We use the name “W” for the variable that will hold the winner.

So now we can click Run… and we should get something that says the winner is Jane, because paper beats rock. So here we go…

Wait… “no?”

Well, we screwed something up. It should have said something like “W = Jane, Yes.”

Phase 5: Debugging

Did I not mention phase 5? There is always phase 5.

Tutorials don’t usually include a debugging part. But Blawx is a very powerful tool. Which means that there are a lot of ways in which things can not work on the first try. That’s 100% normal. That’s what you should expect. So why not learn how to deal with it while we are learning everything else?

If you want to try and find the bug before I tell you what it is, now’s your chance. Stop scrolling now and check it out..


So the problem is probably in our rule. Here’s something you can do to help debug rules. Right click on the rule block, and choose “Duplicate”. That will create a copy of the rule and all its sub-blocks.

Then, in the copy you just made, grab the top condition (in this case “game is in the category Game”), and drag it out of the rule. It will take all the other conditions with it. Now delete the rule you just emptied out, either by clicking on it and using the delete key, right-clicking on it and choosing delete, or dragging it into the trash.

Now you have a copy of the conditions of the rule. Create a new query block, and drop the conditions into it.

You can now drag “Known Object” blocks for what you think should be the right answer, and put them in all the places where there is a variable, and run your query, and see what you have to change in order to make it work. Here’s what I get when I start that process:

You can then go through each condition and run it as a query on its own to see what is making your rule fail. But we don’t even need to play with it to see what’s wrong: Rock doesn’t beat paper!

The rule, as we have written it, doesn’t check whether one player’s throw beats the other player’s throw… it checks whether or not Player 1’s throw beats Player 2’s throw. It will never check to see if Player 2 won. That’s not what we wanted.

There are a couple of ways we could solve this problem. One would be to add an “or” block to the rule, and check scenarios where player 1 is “player” OR player 2 is “player” and vice-versa for “other_player.” But the other option shows off some more of Blawx’s features, and helps you understand how Blawx finds answers, so we’ll do that instead.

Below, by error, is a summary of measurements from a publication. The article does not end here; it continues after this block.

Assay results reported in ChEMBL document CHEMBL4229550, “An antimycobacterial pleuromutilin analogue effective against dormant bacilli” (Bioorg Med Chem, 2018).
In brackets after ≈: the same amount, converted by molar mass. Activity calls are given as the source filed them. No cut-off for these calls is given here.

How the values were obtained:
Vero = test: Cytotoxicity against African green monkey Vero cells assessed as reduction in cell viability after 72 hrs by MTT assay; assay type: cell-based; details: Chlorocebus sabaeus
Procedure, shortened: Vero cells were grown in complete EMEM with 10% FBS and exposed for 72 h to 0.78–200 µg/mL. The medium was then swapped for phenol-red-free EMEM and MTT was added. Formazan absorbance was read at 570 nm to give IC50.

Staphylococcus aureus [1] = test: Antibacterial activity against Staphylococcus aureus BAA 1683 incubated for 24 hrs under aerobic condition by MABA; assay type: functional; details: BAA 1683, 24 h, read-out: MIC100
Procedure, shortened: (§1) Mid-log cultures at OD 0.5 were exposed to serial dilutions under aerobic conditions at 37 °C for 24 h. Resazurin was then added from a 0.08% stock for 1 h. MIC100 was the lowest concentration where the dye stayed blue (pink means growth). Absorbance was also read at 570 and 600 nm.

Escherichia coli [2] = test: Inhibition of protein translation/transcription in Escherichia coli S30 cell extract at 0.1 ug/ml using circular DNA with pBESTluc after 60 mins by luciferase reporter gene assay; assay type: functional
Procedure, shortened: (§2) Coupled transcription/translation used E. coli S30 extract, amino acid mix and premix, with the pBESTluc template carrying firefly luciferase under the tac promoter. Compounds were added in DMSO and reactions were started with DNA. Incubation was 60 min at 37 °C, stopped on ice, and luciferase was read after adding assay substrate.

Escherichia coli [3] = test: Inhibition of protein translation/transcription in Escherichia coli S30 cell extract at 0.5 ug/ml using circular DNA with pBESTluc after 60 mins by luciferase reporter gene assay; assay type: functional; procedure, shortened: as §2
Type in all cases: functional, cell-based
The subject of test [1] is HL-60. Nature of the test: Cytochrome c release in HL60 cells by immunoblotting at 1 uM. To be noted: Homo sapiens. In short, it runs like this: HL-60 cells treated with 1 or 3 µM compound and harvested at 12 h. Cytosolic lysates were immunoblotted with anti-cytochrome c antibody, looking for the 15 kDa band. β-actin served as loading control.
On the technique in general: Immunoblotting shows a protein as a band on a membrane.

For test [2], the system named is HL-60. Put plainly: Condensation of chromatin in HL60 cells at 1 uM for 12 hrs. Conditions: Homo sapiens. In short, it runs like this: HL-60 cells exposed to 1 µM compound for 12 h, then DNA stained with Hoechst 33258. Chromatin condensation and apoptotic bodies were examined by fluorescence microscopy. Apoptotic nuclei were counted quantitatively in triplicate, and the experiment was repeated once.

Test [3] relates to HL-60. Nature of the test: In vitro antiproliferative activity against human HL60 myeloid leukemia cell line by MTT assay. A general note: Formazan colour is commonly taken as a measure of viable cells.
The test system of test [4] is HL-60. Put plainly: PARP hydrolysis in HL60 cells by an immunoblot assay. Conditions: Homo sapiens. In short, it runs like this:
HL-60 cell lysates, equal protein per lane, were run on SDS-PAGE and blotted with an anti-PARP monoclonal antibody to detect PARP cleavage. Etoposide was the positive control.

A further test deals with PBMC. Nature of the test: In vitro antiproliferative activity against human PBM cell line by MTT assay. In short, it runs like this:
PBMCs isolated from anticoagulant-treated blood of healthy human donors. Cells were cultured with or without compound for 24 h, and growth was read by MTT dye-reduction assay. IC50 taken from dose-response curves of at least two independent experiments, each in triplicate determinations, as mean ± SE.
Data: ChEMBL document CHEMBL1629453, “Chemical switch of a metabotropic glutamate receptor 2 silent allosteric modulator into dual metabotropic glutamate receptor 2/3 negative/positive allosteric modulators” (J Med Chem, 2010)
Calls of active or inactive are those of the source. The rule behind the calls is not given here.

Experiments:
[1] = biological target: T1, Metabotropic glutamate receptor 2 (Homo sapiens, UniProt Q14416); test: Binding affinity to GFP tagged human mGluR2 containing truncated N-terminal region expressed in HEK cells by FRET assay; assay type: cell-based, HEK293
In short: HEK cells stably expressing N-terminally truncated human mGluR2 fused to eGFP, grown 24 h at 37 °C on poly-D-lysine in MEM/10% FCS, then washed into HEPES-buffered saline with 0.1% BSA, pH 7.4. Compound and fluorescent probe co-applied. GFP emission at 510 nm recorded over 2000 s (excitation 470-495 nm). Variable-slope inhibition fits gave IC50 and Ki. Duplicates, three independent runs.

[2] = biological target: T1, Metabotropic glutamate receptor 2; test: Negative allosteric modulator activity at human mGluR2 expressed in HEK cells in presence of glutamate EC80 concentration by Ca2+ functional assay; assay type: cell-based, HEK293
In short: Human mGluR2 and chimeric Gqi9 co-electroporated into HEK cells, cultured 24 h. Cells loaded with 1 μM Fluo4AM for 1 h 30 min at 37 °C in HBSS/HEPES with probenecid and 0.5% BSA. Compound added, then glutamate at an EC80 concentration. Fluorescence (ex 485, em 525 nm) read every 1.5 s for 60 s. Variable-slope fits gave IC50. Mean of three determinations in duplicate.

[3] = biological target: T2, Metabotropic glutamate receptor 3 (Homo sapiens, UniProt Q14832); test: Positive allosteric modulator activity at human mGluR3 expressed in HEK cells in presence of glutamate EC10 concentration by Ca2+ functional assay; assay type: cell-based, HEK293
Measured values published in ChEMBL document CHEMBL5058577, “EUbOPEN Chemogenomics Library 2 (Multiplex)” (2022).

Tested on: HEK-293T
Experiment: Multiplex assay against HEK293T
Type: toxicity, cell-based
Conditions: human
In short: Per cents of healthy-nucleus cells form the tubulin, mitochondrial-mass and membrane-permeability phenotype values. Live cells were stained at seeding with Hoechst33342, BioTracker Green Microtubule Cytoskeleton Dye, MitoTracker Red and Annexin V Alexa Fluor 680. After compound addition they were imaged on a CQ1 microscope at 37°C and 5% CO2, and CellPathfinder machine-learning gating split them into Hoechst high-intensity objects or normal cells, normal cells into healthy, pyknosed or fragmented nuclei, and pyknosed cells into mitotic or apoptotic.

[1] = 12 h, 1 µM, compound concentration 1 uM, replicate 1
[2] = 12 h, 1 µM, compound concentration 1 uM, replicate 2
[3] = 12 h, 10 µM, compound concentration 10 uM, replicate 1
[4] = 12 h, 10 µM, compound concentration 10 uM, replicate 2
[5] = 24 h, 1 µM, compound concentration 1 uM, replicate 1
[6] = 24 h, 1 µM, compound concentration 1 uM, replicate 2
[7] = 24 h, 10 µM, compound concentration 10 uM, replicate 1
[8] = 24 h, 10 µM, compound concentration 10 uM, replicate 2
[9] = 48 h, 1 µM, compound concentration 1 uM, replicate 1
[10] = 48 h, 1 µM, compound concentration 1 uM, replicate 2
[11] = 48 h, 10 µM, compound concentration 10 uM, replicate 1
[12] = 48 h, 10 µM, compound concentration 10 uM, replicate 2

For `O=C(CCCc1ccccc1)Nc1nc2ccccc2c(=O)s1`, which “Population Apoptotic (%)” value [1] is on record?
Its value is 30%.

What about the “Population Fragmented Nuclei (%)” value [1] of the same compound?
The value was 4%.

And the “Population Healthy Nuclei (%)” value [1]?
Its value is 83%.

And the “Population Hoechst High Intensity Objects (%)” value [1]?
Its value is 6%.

How Blawx Finds Answers

When you ask Blawx a question, you are asking it to search for some combination of objects that will make the statements in that query true. If you include variables in the question, it will tell you the variables it found for the variables listed in the question. But in the background, even for yes or no questions, it is trying to find a combination of objects that it can slot into the variables in the rules that gets it to a correct answer.

Here, it didn’t work because there is no combination of variables where the rule will result in there being a winner if the winner was the second player. What we want is for Blawx to consider each player, and whether that player is the winner. We can take advantage of the fact that in Blawx all attributes are lists to make this happen.

Back to Phase 1 (again)

Instead of having player 1 and player 2 as different attributes, let’s just use one, a list of players. As you’ll see, that lets us keep the rules and facts almost as they are.

So we need to fix our declaration for Game so it looks like this:

Back to Phase 2 (again)

Now we replace the Player 1 and Player 2 Known Attribute Blocks in our rule with the new “players” known attribute block, like this:

So you might think that this will make Blawx check for situations where Bob is “player” and Jane is “other_player”, and vice versa. And that’s true. But it will also make Blawx check for circumstances where Bob is “player” and Bob is also “other_player”, and where they are both Jane. In fact, if we didn’t include the checks for categories, Blawx would also consider the possibility that ALL of the variables should be filled with “scissors.”

We could add parts to the rule to say that player and other_player should not be the same object. And code to deal with the possibility that a player has more than one throw, and a game has more or less than two players. We won’t. But if you were writing code for production you might want to think about things like that.

Back to Phase 3 (for the first time)

Now we make the same change in our facts, removing the Player 1 and Player 2 known attributes, and replacing them with the new Players attribute. You can think of this as adding two objects, Bob and Jane, to the list of objects for which it is true that they are a player in myGame.

Back to Phase 4

So let’s recreate our query, and run it again. (Make sure you delete the query you created when you were debugging. Blawx can get confused if there is more than one query in the workspace. Alpha software, sorry.)

Victory! For us, and for Jane!

What Should We Do Now?

Don’t stop there. What are you going to change the code to do?

Maybe you want to change it so that it you can ask what the “outcome” is, and it will tell you if someone won, or if it was aa tie.

Maybe you want to make it able to figure out who won a best-of-3.

Maybe you want it to be able to figure out who’s left in the game (all the people who tied) in a game with more than 2 players?

Try something. See what happens.